Houston: Better than Los Angeles, Berlin and Tokyo (and All but Ten Cities in the World)

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Hey now, it's another one of those sprawling studies ranking the best cities in the world.

This time around, PriceWaterhouseCoopers and the Partnership for New York City have ranked the world's urban agglomerations according to their importance and power in world finance, innovation and tourism.

Envelope, please...And the top city in the world, in this "scientific" contest partially put on by what amounts to New York City's chamber of commerce is....[Presenter goes partially off-mike] Shit. Really, people? I can't believe I have to stand up here and read this with a straight face [Presenter regains composure, returns to mike]...Let's give it up for the Big Apple: New York City!

Big shocker there.

But what might surprise some of us here is that our own much-mocked, insecure swamp metropolis came in as the number 11 "City of Opportunity" in the world, right behind Paris, Singapore and Hong Kong, and just ahead of Los Angeles, Berlin and Tokyo.

Houston got high marks for its low costs of living and business space, the freewheeling entrepreneurial environment, and our evidently high life satisfaction. We also did astonishingly well in commute time.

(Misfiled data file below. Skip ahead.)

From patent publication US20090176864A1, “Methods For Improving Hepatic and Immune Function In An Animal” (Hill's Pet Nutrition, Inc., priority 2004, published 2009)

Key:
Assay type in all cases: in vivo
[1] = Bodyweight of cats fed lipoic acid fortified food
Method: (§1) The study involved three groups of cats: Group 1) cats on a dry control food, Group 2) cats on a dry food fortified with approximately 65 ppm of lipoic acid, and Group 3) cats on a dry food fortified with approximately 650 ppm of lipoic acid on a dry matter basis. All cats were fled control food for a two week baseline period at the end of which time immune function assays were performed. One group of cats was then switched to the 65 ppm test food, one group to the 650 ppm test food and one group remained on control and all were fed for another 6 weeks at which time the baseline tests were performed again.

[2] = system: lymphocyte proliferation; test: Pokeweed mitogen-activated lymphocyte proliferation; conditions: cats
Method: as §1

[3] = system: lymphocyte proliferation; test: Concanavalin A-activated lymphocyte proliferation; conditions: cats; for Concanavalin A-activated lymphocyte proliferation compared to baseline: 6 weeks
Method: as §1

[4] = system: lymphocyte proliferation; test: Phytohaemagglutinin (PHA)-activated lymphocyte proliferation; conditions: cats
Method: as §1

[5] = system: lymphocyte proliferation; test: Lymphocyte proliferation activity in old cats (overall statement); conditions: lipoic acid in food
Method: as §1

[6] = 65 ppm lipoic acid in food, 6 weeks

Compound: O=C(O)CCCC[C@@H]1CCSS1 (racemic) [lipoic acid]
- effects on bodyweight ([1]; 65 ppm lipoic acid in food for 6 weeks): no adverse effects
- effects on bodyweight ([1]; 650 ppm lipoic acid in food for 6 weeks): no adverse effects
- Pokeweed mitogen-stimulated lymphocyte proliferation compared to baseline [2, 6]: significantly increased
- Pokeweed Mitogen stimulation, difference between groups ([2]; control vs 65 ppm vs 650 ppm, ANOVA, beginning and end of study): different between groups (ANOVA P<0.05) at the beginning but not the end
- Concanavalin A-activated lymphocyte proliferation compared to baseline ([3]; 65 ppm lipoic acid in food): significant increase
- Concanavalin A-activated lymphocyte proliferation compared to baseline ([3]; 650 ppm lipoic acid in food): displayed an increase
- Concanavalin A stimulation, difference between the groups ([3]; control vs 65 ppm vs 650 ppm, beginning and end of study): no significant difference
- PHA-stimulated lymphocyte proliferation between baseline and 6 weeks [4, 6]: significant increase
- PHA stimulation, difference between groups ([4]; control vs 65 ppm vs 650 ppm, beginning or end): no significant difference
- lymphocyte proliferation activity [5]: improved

Demerits were handed out for our poor showing in foreign job-creating investment and the downright minuscule number of foreign tourists who venture here.

"Houstonians love Houston," reads the report's summary. "So do US business owners. The rest of the world ... not so much. With lax zoning laws and plentiful space, Houston's low cost of living and doing business is a dream for American businesses and middle class workers, but the rest of the world pretends as though the city doesn't exist. The city has fewer international tourists than any other comparable global city."

You can read the whole report here, and find an interview with one of the chief researchers behind the rankings and slideshow of the other winners right here at that hoity-toity old Atlantic Monthly.

(But we'll spare you some suspense: Dallas, San Antonio and Austin did not make the 26-metropolis cut. Cheer up, non-Houstonians; cities make it out of the "Others Receiving Votes" category all the time.)

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